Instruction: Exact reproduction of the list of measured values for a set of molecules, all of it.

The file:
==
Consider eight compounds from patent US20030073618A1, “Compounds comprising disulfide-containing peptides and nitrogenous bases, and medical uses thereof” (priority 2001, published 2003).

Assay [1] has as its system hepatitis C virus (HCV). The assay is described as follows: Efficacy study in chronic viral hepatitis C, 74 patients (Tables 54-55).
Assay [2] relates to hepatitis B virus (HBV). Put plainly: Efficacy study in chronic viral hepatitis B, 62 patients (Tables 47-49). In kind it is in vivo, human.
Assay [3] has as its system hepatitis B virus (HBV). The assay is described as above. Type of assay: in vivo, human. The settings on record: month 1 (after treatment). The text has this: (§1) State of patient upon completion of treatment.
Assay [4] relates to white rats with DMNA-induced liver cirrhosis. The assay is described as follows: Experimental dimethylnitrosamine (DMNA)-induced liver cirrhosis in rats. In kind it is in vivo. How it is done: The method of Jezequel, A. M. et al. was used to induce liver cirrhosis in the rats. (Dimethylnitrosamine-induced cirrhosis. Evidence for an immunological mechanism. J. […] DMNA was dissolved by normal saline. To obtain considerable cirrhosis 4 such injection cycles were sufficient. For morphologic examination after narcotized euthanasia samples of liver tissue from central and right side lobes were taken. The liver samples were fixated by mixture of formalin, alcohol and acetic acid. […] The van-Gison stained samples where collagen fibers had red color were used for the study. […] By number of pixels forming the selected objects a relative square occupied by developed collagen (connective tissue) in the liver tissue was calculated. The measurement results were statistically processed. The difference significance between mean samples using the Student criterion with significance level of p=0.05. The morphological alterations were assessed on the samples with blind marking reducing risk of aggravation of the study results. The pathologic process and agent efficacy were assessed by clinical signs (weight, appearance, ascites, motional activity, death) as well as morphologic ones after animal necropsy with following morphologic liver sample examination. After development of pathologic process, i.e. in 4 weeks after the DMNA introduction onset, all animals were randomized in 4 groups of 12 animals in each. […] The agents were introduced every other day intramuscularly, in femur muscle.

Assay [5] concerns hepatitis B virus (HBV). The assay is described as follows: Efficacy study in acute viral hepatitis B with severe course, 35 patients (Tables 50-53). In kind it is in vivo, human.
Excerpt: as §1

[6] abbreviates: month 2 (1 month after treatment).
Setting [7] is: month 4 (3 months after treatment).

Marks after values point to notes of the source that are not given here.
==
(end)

Consider eight compounds from patent US20030073618A1, “Compounds comprising disulfide-containing peptides and nitrogenous bases, and medical uses thereof” (priority 2001, published 2003).

Assay [1] has as its system hepatitis C virus (HCV). The assay is described as follows: Efficacy study in chronic viral hepatitis C, 74 patients (Tables 54-55).
Assay [2] relates to hepatitis B virus (HBV). Put plainly: Efficacy study in chronic viral hepatitis B, 62 patients (Tables 47-49). In kind it is in vivo, human.
Assay [3] has as its system hepatitis B virus (HBV). The assay is described as above. Type of assay: in vivo, human. The settings on record: month 1 (after treatment). The text has this: (§1) State of patient upon completion of treatment.
Assay [4] relates to white rats with DMNA-induced liver cirrhosis. The assay is described as follows: Experimental dimethylnitrosamine (DMNA)-induced liver cirrhosis in rats. In kind it is in vivo. How it is done: The method of Jezequel, A. M. et al. was used to induce liver cirrhosis in the rats. (Dimethylnitrosamine-induced cirrhosis. Evidence for an immunological mechanism. J. […] DMNA was dissolved by normal saline. To obtain considerable cirrhosis 4 such injection cycles were sufficient. For morphologic examination after narcotized euthanasia samples of liver tissue from central and right side lobes were taken. The liver samples were fixated by mixture of formalin, alcohol and acetic acid. […] The van-Gison stained samples where collagen fibers had red color were used for the study. […] By number of pixels forming the selected objects a relative square occupied by developed collagen (connective tissue) in the liver tissue was calculated. The measurement results were statistically processed. The difference significance between mean samples using the Student criterion with significance level of p=0.05. The morphological alterations were assessed on the samples with blind marking reducing risk of aggravation of the study results. The pathologic process and agent efficacy were assessed by clinical signs (weight, appearance, ascites, motional activity, death) as well as morphologic ones after animal necropsy with following morphologic liver sample examination. After development of pathologic process, i.e. in 4 weeks after the DMNA introduction onset, all animals were randomized in 4 groups of 12 animals in each. […] The agents were introduced every other day intramuscularly, in femur muscle.

Assay [5] concerns hepatitis B virus (HBV). The assay is described as follows: Efficacy study in acute viral hepatitis B with severe course, 35 patients (Tables 50-53). In kind it is in vivo, human.
Excerpt: as §1

[6] abbreviates: month 2 (1 month after treatment).
Setting [7] is: month 4 (3 months after treatment).

Marks after values point to notes of the source that are not given here.